Consider a painting by one of the European masters. Somehow you’ve discovered this painting in your grandmother’s attic. It’s worth a fortune, or so say the appraisers who come to your house to inspect it.They’re going to take it away for auction, but before they do, you insist on keeping it on your mantle for a month. Every day you look at it with pride. This painting has been in your family for centuries! Soon it will bring you wealth, but first it brings beauty and elegance to your living room. The painting is spectacular, with thousands of careful brush strokes and just the right blend of colors. The artist had clearly spent decades mastering his craft. Of the dozens of his paintings that were still known to exist, you sense that this was one of his favorites. Except for one thing. Just off-center, in the midst of perfection, lies a single black spot. The spot isn’t huge, but it’s not tiny either. When you look at the painting, there’s no missing it. How did it get there? Surely, you think, it was a rare mistake. Perhaps the painter was tired at the end of a long day and accidentally splashed a dash of black in the midst of all the color. Or maybe some well-meaning apprentice came along later to retouch the painting and ended up making a mess. Read More
*My brand-new book, Born for This, is all about helping you find the work you were meant to do. This series explores some of these lessons.Lesson: There’s more than one possible path. Use the Joy-Money-Flow model to find the best one. There are plenty of things you could do with your career, but the people who are most successful have found the perfect combination of joy, money, and flow. They’ve won the career lottery by finding this combination—and they don’t have to choose between their money and their life. Read More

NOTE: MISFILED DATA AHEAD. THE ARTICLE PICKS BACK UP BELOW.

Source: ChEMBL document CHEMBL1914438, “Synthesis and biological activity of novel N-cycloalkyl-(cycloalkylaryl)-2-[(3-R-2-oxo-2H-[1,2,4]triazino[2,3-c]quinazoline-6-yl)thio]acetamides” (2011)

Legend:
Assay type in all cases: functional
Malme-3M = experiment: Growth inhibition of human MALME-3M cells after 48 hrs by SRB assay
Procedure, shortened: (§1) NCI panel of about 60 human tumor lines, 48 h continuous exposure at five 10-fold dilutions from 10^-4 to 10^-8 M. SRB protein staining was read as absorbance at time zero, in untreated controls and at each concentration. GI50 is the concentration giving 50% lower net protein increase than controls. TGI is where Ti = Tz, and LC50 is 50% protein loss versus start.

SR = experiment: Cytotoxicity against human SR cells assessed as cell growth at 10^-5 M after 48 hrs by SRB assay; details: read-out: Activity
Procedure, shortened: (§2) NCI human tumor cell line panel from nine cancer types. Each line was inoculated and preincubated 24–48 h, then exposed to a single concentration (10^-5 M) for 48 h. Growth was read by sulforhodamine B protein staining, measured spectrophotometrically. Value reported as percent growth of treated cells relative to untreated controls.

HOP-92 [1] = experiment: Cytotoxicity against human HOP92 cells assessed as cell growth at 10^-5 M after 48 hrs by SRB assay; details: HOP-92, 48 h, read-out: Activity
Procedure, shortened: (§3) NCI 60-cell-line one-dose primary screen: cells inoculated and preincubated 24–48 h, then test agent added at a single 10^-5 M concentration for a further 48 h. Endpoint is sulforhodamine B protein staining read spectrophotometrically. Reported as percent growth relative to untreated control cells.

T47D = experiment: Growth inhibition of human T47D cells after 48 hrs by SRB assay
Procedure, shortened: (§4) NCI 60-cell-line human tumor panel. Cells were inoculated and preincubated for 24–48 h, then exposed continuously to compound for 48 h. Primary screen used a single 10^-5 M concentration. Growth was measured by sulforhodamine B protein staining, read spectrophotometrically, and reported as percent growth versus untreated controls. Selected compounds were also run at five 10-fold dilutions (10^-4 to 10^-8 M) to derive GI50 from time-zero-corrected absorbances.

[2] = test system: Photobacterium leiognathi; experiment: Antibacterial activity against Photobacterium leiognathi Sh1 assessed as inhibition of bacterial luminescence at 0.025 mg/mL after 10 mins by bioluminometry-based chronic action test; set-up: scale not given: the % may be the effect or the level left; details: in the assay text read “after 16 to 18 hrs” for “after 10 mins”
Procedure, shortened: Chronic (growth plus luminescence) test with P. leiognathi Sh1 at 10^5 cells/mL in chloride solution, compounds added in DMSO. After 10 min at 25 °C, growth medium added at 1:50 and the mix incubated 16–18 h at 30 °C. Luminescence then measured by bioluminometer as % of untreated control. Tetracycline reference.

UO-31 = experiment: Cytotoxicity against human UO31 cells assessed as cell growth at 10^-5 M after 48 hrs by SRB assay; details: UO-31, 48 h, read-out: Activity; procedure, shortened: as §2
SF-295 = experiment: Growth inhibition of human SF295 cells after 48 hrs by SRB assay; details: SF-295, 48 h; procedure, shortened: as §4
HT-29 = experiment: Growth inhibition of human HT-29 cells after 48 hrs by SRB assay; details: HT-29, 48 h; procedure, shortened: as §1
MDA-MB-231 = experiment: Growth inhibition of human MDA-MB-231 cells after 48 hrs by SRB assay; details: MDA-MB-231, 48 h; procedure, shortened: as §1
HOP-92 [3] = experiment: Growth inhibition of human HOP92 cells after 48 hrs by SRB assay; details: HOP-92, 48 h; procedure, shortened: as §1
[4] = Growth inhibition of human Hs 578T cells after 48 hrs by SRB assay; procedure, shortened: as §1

“3 Encounters That Changed My Life”: How a Corporate Employee Gained a New Perspective through Travel
Imagine this typical scene on the London Underground: A business man reading a newspaper, a teenage boy damaging his eardrums listening to loud music on his headphones, a girl painting her nails while playing on her phone. They all regard conversation as a contagious disease. When I was London, I was exactly like them — and I didn’t even know it until I started traveling. On the road, I learned that travel doesn’t necessarily make me a better person. We've all read touching stories on how traveling helps you find your true self, opens your mind, and changes you. This is certainly true some of the time, but I’ve learned that traveling can also bring out the worst parts of my personality.Read More
Dear Self,Your problem is that you think everything matters. The things that you do every day, the tasks that occupy your mind and draw on your energy—you think they are helping you make linear progress towards a significant destination. And maybe you are making progress. But what if you’re just making linear progress on something that is ultimately inconsequential? Read More